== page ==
In an interview yesterday, Paul said he was pleased with the Federal Election Commission's action. "The impact is everything I've been saying for four years is true. I gave a million-two. They lied about it," he said.
Paul vigorously disputed Mr. Elias's assertion that Mrs. Clinton and her campaign were not involved in the inaccurate reporting. "For Hillary to say she had nothing to do with this, again, is disingenuous," Paul said. "This is the biggest contribution to her campaign."
Paul noted that letters and legal papers sent to Mrs. Clinton through her attorney in 2001 included canceled checks showing his outlays for the gala concert, but the campaign continued to reaffirm the reports omitting those expenses."Not only did they ignore them, they hid them," he alleged.
Mr. Baran said the committees had a duty to fix their filings promptly if they were wrong. "If you're on notice that something that you previously reported is inaccurate, you're expected to amend your reports," he said.
New York Senate 2000 was set up by the Democratic Senatorial Campaign Committee and Mrs. Clinton's campaign to hold events where donations could be made in excess of the $2,000 a person limit under federal law at the time. The donations and the expenses for each fund-raiser were split between the Clinton campaign and the Democratic Committee.
At Mr. Rosen's trial, campaign aides testified that they were instructed to keep expenses low, even those borne by outside parties, in order to maximize the amount of so-called "hard money" that could be transferred to the Clinton campaign. Prosecutors suggested this was the motive for the underreporting. However, a Federal Election Commission analysis released at the trial found that a bookkeeper's decision to pay more expenses with hard money than the law required meant that, in the end, the understatement of Paul's in-kind donations did not benefit Mrs. Clinton's bid. Her campaign netted just $57,000 from the event, though more than $1 million went to national Democratic coffers.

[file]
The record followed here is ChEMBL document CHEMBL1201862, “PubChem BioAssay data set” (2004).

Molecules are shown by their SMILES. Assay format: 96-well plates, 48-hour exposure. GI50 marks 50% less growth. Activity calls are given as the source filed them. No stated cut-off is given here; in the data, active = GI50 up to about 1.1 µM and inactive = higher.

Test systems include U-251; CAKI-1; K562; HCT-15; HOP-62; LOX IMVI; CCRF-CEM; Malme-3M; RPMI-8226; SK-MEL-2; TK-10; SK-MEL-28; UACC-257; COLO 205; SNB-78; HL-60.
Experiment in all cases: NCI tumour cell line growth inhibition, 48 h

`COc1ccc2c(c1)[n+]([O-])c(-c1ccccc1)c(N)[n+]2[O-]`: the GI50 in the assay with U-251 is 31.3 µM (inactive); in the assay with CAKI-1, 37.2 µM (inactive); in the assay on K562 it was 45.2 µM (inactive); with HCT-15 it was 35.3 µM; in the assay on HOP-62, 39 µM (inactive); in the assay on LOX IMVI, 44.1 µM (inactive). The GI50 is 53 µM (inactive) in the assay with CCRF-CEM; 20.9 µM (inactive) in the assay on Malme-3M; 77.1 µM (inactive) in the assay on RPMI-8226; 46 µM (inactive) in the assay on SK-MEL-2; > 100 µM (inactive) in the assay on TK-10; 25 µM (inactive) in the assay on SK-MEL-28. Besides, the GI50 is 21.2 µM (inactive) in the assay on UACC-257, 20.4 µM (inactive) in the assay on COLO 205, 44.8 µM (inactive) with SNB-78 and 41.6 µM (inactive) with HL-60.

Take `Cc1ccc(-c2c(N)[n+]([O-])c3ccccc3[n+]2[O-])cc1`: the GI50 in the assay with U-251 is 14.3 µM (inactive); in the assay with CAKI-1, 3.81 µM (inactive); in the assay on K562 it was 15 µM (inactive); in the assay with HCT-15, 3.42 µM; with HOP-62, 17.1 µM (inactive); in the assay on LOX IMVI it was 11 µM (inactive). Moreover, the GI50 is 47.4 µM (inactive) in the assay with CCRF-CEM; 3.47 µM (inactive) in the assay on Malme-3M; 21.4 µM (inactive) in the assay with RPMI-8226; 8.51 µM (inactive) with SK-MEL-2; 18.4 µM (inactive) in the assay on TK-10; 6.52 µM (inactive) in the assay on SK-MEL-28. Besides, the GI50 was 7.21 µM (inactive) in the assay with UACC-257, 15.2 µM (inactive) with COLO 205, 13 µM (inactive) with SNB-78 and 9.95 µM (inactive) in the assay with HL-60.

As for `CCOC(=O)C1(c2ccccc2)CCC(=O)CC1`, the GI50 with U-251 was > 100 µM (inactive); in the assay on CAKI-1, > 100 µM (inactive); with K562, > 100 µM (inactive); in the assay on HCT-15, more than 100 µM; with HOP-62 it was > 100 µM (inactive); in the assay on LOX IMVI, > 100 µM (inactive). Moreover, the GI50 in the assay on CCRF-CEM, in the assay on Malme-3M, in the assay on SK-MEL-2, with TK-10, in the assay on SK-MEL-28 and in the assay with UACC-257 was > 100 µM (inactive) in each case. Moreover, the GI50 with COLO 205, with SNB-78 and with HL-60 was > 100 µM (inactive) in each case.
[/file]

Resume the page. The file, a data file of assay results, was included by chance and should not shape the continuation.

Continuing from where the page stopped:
The Federal Election Commission's action could be a boon to Paul, who has entered a guilty plea to a count of stock manipulation in connection with the failure of Stan Lee Media. Paul is awaiting sentencing and his cooperation with the election agency's probe could result in a more lenient sentence. "The more that my allegations are borne out as true, the better I can rehabilitate the image that's been created of me," he said. "I'm not a totally corrupt individual."
Mr. Elias said New York Senate 2000 would pay the $35,000 civil penalty, but it was not immediately clear whether Mrs. Clinton's campaign, the Democratic Senate committee, or a donor would pick up the tab. As of a few months ago, the all but defunct joint committee had only $3,452 on hand and reported unpaid legal bills of about $78,000.
The $35,000 penalty assessed against New York Senate 2000 is relatively mild compared to others imposed by the Federal Election Commission. In 2003, Senator Schumer's 1998 re-election bid was fined $130,000. In 1999, a committee supporting Republicans running for federal office in New York was hit with a $128,000 penalty.
The Clintons are also facing a civil suit from Paul in which he claims the campaign contributions were part of a scheme to defraud him and interfere with his business dealings. Paul asserts that Mr. Clinton promised to join the board of Stan Lee Media but backed out of the deal and contributed to the company's failure. A California appeals court recently gave Mrs. Clinton another chance to be dismissed from the suit, but it appears the litigation against Mr. Clinton will move forward even if she is dropped from the case.